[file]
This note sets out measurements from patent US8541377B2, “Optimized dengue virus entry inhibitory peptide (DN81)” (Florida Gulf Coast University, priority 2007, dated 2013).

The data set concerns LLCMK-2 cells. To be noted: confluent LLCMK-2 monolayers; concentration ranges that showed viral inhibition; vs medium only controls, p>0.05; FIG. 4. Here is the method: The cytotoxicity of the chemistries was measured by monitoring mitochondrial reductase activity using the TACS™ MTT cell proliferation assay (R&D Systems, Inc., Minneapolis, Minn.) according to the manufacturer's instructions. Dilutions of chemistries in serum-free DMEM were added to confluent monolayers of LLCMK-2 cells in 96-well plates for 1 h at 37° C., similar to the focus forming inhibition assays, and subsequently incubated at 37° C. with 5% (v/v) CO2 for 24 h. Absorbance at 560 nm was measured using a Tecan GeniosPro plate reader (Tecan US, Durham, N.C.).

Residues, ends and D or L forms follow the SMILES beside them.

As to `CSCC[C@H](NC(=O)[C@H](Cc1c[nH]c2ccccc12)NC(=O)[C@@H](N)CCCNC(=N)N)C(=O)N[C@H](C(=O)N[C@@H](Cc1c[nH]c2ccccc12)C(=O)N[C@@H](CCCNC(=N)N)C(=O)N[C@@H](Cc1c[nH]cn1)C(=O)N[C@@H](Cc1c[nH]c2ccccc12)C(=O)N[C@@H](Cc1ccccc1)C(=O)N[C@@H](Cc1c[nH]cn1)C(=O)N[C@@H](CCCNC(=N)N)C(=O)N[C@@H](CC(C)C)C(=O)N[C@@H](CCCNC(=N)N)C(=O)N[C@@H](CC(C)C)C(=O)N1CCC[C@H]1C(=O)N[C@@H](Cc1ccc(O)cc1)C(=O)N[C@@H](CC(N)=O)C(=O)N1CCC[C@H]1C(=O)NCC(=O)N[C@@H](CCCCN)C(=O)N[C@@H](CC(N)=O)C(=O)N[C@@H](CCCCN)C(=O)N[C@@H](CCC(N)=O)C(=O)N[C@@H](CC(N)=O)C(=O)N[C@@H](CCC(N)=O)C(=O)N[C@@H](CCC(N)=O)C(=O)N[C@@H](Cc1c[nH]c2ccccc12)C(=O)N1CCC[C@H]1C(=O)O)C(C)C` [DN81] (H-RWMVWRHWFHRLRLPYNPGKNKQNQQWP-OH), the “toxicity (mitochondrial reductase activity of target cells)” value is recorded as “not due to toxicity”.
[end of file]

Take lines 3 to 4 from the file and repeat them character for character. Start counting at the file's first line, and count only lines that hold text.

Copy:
Residues, ends and D or L forms follow the SMILES beside them.

As to `CSCC[C@H](NC(=O)[C@H](Cc1c[nH]c2ccccc12)NC(=O)[C@@H](N)CCCNC(=N)N)C(=O)N[C@H](C(=O)N[C@@H](Cc1c[nH]c2ccccc12)C(=O)N[C@@H](CCCNC(=N)N)C(=O)N[C@@H](Cc1c[nH]cn1)C(=O)N[C@@H](Cc1c[nH]c2ccccc12)C(=O)N[C@@H](Cc1ccccc1)C(=O)N[C@@H](Cc1c[nH]cn1)C(=O)N[C@@H](CCCNC(=N)N)C(=O)N[C@@H](CC(C)C)C(=O)N[C@@H](CCCNC(=N)N)C(=O)N[C@@H](CC(C)C)C(=O)N1CCC[C@H]1C(=O)N[C@@H](Cc1ccc(O)cc1)C(=O)N[C@@H](CC(N)=O)C(=O)N1CCC[C@H]1C(=O)NCC(=O)N[C@@H](CCCCN)C(=O)N[C@@H](CC(N)=O)C(=O)N[C@@H](CCCCN)C(=O)N[C@@H](CCC(N)=O)C(=O)N[C@@H](CC(N)=O)C(=O)N[C@@H](CCC(N)=O)C(=O)N[C@@H](CCC(N)=O)C(=O)N[C@@H](Cc1c[nH]c2ccccc12)C(=O)N1CCC[C@H]1C(=O)O)C(C)C` [DN81] (H-RWMVWRHWFHRLRLPYNPGKNKQNQQWP-OH), the “toxicity (mitochondrial reductase activity of target cells)” value is recorded as “not due to toxicity”.